that if it wanted to introduce a new section for general use, then don't put
the title "girts and purlins" on their load capacity tables (UDL), and also
if for general use then provide a full set of design capacity tables
(M,V,N). This they did, unfortunately they didn't pay attention to anything
else, I advised. They were blinded by strength to weight ratios, convinced
they had a superior product which would bring untold benefits to all their
customers. Having upset their customers with a more expensive section, which
provides no real benefit, and requires customers to re-design their
products, the company is now moving its equipment to Perth. They had already
upset many customers by competing against them in the  markets the customers
bought c-section for. So whilst supplying parts and assemblies, they didn't
really understand the relationship between the part and the whole: and the
real value of their new section which replaced their c-section. {Marketing
basically informed me their primary interest is selling more steel.}

Oh! The company also paid an extortionate amount of money for the
development of some software, which is largely unfit for the task at hand.
One of the managers informed that they had searched the world for the best.
When informed who they got, I suggested it must have been an extremely small
world they searched (had to restrain from laughing). The company selected
had no cold-formed design software, and no frame analysis software. The
software company now has a collection of new products. The manufacturer is
left with relatively useless software.

If the manufacturer understood the basic tools required, then they could
have developed a toolbox of simple software tools which they made available
to customers and of use to a greater number of customers, and slowly
integrated those tools together for more customised design-solutions: such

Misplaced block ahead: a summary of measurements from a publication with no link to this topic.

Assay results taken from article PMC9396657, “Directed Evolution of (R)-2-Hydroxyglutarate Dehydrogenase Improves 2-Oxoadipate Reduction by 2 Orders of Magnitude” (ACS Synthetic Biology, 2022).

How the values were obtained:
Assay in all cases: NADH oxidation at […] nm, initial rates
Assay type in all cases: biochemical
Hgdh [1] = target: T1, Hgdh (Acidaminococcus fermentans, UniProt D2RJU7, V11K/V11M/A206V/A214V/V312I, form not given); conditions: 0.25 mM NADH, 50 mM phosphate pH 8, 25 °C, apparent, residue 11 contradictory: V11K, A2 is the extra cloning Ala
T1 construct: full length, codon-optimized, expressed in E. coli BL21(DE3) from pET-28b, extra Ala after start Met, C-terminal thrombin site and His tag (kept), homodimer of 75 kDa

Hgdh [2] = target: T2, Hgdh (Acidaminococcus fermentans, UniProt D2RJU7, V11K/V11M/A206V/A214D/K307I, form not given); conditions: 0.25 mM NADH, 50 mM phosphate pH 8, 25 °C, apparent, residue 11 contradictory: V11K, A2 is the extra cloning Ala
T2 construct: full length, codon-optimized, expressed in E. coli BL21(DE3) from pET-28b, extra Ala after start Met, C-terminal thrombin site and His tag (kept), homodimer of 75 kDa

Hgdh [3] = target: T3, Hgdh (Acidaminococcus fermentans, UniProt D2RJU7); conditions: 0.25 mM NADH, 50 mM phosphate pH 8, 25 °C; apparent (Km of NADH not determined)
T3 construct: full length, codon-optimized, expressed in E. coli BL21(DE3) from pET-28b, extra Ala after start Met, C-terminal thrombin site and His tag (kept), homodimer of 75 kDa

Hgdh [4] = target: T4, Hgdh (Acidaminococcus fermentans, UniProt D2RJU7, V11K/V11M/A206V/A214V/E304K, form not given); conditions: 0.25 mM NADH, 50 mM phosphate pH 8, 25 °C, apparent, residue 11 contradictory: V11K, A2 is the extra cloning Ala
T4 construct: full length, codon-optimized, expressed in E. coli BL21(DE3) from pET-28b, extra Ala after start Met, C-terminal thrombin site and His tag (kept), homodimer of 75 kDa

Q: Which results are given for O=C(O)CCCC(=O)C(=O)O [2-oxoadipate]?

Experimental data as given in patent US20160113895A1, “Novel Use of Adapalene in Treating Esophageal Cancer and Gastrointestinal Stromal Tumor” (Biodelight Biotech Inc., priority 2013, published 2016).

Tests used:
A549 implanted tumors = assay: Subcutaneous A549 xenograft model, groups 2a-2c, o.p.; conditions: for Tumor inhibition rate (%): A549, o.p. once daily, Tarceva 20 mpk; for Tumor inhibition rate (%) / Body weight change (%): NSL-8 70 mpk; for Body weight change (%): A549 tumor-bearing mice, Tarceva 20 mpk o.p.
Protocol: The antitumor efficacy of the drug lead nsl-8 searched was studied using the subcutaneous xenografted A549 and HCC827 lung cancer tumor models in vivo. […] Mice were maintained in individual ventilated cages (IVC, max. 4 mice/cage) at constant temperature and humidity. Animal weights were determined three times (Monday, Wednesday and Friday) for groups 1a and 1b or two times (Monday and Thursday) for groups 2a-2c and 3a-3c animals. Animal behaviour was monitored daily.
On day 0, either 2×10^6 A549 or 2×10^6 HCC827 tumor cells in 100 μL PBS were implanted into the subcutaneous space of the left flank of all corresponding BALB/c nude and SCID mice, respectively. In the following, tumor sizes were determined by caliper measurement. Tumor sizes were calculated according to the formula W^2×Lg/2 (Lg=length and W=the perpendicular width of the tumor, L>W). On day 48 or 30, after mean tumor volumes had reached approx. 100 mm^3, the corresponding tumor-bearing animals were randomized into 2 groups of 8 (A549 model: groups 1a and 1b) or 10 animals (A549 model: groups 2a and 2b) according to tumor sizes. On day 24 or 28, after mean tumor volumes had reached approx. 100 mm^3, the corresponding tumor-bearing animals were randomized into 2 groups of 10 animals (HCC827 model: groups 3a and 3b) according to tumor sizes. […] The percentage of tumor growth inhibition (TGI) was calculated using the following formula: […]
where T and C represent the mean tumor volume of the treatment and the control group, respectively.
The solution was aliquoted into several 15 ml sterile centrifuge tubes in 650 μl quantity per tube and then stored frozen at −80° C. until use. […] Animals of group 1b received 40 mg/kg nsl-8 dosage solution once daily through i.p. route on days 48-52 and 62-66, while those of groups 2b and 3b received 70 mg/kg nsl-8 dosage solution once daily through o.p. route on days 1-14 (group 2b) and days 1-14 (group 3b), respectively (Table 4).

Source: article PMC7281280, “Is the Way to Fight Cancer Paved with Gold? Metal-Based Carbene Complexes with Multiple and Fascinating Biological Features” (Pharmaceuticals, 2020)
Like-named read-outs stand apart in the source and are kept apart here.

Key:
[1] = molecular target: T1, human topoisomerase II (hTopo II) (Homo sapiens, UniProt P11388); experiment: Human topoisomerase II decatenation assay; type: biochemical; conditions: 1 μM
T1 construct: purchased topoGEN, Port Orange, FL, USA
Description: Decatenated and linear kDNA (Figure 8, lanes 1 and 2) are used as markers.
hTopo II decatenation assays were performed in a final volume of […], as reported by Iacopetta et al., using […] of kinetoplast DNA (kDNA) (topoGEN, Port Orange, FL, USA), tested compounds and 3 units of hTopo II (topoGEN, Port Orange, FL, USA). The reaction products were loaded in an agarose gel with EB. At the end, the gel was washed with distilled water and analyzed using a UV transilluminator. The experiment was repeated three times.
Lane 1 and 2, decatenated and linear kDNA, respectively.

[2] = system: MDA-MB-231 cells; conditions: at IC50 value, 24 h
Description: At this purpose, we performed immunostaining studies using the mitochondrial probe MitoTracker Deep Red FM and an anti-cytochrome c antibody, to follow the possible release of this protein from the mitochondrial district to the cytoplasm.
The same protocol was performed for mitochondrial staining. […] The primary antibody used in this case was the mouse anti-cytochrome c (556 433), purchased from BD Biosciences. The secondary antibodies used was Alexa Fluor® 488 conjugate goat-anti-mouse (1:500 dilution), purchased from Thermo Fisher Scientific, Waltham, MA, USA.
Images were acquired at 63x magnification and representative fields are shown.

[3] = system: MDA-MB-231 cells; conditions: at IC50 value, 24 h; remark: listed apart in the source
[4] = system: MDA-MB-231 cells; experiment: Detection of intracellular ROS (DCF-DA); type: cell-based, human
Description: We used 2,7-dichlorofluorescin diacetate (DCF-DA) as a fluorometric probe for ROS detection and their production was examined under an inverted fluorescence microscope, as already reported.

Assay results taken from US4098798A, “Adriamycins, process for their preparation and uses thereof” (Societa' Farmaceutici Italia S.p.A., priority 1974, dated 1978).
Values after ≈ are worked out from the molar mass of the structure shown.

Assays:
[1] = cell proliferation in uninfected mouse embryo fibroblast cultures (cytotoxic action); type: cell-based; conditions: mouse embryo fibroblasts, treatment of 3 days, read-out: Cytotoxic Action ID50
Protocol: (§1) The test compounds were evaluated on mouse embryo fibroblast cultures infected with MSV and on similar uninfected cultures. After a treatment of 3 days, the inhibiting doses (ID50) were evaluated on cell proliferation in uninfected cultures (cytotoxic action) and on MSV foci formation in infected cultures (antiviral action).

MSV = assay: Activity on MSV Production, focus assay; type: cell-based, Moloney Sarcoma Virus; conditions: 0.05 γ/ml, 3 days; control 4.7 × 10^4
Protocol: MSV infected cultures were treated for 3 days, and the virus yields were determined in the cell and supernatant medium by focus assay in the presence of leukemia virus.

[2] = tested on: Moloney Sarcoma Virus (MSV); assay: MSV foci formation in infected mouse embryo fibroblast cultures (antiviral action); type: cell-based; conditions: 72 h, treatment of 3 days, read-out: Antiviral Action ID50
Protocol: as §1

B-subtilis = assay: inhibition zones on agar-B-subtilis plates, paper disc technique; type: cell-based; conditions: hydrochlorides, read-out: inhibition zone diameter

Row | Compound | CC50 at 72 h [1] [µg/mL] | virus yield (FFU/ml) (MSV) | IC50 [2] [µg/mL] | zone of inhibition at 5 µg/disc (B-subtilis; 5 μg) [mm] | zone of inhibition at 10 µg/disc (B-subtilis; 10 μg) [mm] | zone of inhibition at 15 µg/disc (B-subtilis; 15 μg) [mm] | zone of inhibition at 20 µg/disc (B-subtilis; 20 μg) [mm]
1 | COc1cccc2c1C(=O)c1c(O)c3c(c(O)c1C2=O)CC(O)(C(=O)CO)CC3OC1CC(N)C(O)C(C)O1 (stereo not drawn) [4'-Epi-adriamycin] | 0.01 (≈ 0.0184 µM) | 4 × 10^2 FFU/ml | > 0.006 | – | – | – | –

as the shed design package they were looking for, and the carport design
package they got from elsewhere. Two places to develop two independent
packages, and neither package is much value. Further more they don't own the
software, so they don't have source code and the modules to develop a more
useful package.

The manufacturer paid several hundred thousand dollars for the software. If
they had really searched the world they would have found companies with
software close to their requirements in the first place, and then discovered
the problems of developing what they wanted from the start. Expensive
lessons: entering the shed industry, developing the software, and
introducing a new section. Now if they employed the right people on staff
with the right skills, then they could have avoided most of these problems.
But no, the industry relies on consultants, has no real idea what it needs,
so it has a tendency to get what it asks for, which is not always in its
best interests nor what it actually wanted.

A structural engineering encyclopaedia may have put them on the right path,
to asking the right questions, assuming of course they looked at it.

Conrad Harrison
B.Tech (mfg & mech), MIIE, gradTIEAust
South Australia